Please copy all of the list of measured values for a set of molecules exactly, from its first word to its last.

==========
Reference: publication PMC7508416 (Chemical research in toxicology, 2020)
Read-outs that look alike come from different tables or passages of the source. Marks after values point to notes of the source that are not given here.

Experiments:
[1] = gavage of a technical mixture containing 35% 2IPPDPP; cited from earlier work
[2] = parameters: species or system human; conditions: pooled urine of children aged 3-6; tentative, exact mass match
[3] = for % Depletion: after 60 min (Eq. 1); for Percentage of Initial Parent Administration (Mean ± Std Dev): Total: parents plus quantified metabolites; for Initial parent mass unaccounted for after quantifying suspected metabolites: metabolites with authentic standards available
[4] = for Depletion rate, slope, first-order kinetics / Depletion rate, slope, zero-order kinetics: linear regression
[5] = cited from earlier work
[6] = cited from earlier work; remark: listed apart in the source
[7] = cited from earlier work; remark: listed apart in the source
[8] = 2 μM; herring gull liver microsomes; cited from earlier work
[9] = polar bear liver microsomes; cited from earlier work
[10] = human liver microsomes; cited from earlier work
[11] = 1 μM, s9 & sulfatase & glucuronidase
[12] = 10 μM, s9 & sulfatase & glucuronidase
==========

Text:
Reference: publication PMC7508416 (Chemical research in toxicology, 2020)
Read-outs that look alike come from different tables or passages of the source. Marks after values point to notes of the source that are not given here.

Experiments:
[1] = gavage of a technical mixture containing 35% 2IPPDPP; cited from earlier work
[2] = parameters: species or system human; conditions: pooled urine of children aged 3-6; tentative, exact mass match
[3] = for % Depletion: after 60 min (Eq. 1); for Percentage of Initial Parent Administration (Mean ± Std Dev): Total: parents plus quantified metabolites; for Initial parent mass unaccounted for after quantifying suspected metabolites: metabolites with authentic standards available
[4] = for Depletion rate, slope, first-order kinetics / Depletion rate, slope, zero-order kinetics: linear regression
[5] = cited from earlier work
[6] = cited from earlier work; remark: listed apart in the source
[7] = cited from earlier work; remark: listed apart in the source
[8] = 2 μM; herring gull liver microsomes; cited from earlier work
[9] = polar bear liver microsomes; cited from earlier work
[10] = human liver microsomes; cited from earlier work
[11] = 1 μM, s9 & sulfatase & glucuronidase
[12] = 10 μM, s9 & sulfatase & glucuronidase